The callback is called from the context of an API-managed thread. The user is responsible for managing access to any resource the callback may be sharing with other threads. A callback given to qdb_query_continuous will always be called from the same thread. However, successive calls to qdb_query_continuous offer no such guarantee.

It is advised to minimize the amount of work done in the callback context by, for example, doing the processing in other threads.

static int query_callback(void * p, qdb_error_t err, const qdb_query_result_t * result)
{
    (void)p; // unused in this example

    if (QDB_FAILURE(err))
    {
        printf("Error received: %s\n", qdb_error(err));
        return 0;
    }

    // access the results only if there is no error
    printf("%d column(s) and %d row(s) received!\n", (int)result->column_count, (int)result->row_count);

    // return 0, unless you want the continuous queries to end
    return 0;
}

When the continuous query is destroyed, the callback is called with the error code qdb_e_interrupted which gives the opportunity for the user to take an action on exit, such as user-managed resources deallocation.

3.2.9.3. When is the callback called?

The callback is called at least once, immediately after qdb_query_continuous has been called, it will receive the current results for the query.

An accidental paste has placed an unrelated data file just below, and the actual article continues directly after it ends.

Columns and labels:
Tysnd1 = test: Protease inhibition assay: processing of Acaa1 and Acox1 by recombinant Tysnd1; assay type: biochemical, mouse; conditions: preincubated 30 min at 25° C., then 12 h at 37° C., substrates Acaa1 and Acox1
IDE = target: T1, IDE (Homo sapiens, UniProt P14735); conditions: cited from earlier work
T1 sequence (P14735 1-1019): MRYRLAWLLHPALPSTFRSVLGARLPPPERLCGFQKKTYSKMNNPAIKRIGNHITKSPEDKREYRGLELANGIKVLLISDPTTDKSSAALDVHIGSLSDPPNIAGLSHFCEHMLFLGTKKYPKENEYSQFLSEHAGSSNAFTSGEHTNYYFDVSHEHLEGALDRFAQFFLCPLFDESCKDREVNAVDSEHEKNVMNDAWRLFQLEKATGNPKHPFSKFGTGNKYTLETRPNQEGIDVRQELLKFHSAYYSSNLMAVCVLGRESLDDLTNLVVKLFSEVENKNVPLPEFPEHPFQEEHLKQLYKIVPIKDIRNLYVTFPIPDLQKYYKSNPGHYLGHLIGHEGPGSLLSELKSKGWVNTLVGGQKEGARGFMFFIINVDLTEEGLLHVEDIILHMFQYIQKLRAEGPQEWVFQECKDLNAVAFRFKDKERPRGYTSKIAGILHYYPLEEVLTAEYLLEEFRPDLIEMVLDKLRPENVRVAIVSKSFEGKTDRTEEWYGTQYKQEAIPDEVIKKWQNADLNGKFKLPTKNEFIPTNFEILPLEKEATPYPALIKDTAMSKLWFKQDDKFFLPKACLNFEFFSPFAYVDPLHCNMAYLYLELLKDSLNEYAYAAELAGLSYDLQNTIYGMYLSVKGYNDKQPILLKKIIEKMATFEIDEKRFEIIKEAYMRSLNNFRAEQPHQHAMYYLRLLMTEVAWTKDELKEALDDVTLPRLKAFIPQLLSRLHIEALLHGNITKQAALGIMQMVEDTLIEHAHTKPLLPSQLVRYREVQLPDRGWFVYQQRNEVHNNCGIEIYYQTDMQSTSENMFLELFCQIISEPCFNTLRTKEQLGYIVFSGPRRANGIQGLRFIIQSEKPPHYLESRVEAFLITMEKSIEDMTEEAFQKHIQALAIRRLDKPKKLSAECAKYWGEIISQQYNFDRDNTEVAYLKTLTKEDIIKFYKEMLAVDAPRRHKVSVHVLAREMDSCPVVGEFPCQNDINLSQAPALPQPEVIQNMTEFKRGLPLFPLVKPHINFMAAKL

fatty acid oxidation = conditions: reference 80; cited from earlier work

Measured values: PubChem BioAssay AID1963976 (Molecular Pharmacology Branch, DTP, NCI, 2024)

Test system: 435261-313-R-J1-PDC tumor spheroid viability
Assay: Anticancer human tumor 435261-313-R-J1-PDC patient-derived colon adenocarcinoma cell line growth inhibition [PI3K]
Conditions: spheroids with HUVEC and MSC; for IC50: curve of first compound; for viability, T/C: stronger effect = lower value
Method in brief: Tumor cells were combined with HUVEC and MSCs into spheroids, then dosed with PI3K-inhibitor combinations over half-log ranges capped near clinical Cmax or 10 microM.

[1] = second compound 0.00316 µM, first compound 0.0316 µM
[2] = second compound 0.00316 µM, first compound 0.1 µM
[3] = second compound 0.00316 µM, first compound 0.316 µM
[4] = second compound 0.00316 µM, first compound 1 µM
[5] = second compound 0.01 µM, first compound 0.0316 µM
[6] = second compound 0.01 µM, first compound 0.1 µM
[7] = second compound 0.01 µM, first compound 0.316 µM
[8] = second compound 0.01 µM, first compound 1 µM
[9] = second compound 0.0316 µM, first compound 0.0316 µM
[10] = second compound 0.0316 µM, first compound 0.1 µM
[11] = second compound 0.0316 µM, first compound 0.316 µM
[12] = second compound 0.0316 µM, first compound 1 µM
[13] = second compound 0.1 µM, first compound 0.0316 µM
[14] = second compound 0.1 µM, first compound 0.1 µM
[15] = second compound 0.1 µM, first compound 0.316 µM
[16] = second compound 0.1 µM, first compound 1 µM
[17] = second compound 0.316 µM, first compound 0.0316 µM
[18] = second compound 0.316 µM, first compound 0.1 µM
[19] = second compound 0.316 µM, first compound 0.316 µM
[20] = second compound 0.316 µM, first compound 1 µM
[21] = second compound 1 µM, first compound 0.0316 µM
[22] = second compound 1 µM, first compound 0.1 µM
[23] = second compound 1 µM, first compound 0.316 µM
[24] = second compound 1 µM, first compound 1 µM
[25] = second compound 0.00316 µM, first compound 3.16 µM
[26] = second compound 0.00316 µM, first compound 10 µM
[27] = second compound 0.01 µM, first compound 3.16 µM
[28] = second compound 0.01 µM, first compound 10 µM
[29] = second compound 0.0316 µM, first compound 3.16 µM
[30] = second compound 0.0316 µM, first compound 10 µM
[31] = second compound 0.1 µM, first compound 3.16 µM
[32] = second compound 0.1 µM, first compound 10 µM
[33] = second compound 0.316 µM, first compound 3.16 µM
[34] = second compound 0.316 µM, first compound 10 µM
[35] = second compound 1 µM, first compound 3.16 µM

The callback is called when new data for the query is available. The client might agglomerate several updates into one call if they happened faster than the client could be notified.

In case of an error, the callback is called with the corresponding error code. The value of the results is undefined in that case.

When the continuous query is destroyed, the callback will be called, before exit, with the error code qdb_e_interrupted. This is true, even if the callback return a non-zero value previously to request the exit. This means, that if the callback returns a non-zero value, it will be called an additional time with the error code qdb_e_interrupted.